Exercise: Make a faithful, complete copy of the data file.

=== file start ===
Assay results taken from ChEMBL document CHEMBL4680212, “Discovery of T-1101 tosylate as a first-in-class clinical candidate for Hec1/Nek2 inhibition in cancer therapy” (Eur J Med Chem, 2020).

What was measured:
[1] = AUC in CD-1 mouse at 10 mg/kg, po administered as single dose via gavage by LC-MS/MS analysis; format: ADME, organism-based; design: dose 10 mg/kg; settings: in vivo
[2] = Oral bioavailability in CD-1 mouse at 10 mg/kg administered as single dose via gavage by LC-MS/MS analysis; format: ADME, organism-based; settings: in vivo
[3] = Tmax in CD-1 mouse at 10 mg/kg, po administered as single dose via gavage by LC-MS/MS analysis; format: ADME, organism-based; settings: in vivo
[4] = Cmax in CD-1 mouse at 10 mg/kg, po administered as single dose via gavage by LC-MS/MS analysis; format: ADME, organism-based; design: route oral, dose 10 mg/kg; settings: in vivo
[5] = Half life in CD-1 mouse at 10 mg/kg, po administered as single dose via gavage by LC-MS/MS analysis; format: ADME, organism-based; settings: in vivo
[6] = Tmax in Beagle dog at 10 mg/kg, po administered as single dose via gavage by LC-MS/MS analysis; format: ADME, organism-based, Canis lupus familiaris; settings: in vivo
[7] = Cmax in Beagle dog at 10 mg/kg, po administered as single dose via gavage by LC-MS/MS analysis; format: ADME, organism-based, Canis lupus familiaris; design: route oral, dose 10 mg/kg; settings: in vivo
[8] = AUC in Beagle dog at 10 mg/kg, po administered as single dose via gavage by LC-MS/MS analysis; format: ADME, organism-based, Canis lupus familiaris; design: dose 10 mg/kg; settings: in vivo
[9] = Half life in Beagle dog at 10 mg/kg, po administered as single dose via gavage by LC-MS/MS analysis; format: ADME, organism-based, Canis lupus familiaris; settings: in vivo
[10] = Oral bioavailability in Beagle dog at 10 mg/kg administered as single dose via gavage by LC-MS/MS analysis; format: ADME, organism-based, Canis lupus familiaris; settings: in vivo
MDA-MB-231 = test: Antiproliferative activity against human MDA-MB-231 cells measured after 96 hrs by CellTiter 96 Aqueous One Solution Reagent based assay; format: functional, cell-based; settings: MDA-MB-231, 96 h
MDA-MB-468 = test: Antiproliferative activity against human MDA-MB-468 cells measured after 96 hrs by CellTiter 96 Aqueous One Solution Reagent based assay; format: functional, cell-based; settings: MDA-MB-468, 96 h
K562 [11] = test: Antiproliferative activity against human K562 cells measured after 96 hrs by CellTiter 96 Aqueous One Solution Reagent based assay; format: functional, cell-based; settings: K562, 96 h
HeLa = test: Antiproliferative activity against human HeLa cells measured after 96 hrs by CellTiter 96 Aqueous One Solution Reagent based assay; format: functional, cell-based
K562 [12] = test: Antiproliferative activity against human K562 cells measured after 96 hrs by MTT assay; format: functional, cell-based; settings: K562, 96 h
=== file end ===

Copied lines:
Assay results taken from ChEMBL document CHEMBL4680212, “Discovery of T-1101 tosylate as a first-in-class clinical candidate for Hec1/Nek2 inhibition in cancer therapy” (Eur J Med Chem, 2020).

What was measured:
[1] = AUC in CD-1 mouse at 10 mg/kg, po administered as single dose via gavage by LC-MS/MS analysis; format: ADME, organism-based; design: dose 10 mg/kg; settings: in vivo
[2] = Oral bioavailability in CD-1 mouse at 10 mg/kg administered as single dose via gavage by LC-MS/MS analysis; format: ADME, organism-based; settings: in vivo
[3] = Tmax in CD-1 mouse at 10 mg/kg, po administered as single dose via gavage by LC-MS/MS analysis; format: ADME, organism-based; settings: in vivo
[4] = Cmax in CD-1 mouse at 10 mg/kg, po administered as single dose via gavage by LC-MS/MS analysis; format: ADME, organism-based; design: route oral, dose 10 mg/kg; settings: in vivo
[5] = Half life in CD-1 mouse at 10 mg/kg, po administered as single dose via gavage by LC-MS/MS analysis; format: ADME, organism-based; settings: in vivo
[6] = Tmax in Beagle dog at 10 mg/kg, po administered as single dose via gavage by LC-MS/MS analysis; format: ADME, organism-based, Canis lupus familiaris; settings: in vivo
[7] = Cmax in Beagle dog at 10 mg/kg, po administered as single dose via gavage by LC-MS/MS analysis; format: ADME, organism-based, Canis lupus familiaris; design: route oral, dose 10 mg/kg; settings: in vivo
[8] = AUC in Beagle dog at 10 mg/kg, po administered as single dose via gavage by LC-MS/MS analysis; format: ADME, organism-based, Canis lupus familiaris; design: dose 10 mg/kg; settings: in vivo
[9] = Half life in Beagle dog at 10 mg/kg, po administered as single dose via gavage by LC-MS/MS analysis; format: ADME, organism-based, Canis lupus familiaris; settings: in vivo
[10] = Oral bioavailability in Beagle dog at 10 mg/kg administered as single dose via gavage by LC-MS/MS analysis; format: ADME, organism-based, Canis lupus familiaris; settings: in vivo
MDA-MB-231 = test: Antiproliferative activity against human MDA-MB-231 cells measured after 96 hrs by CellTiter 96 Aqueous One Solution Reagent based assay; format: functional, cell-based; settings: MDA-MB-231, 96 h
MDA-MB-468 = test: Antiproliferative activity against human MDA-MB-468 cells measured after 96 hrs by CellTiter 96 Aqueous One Solution Reagent based assay; format: functional, cell-based; settings: MDA-MB-468, 96 h
K562 [11] = test: Antiproliferative activity against human K562 cells measured after 96 hrs by CellTiter 96 Aqueous One Solution Reagent based assay; format: functional, cell-based; settings: K562, 96 h
HeLa = test: Antiproliferative activity against human HeLa cells measured after 96 hrs by CellTiter 96 Aqueous One Solution Reagent based assay; format: functional, cell-based
K562 [12] = test: Antiproliferative activity against human K562 cells measured after 96 hrs by MTT assay; format: functional, cell-based; settings: K562, 96 h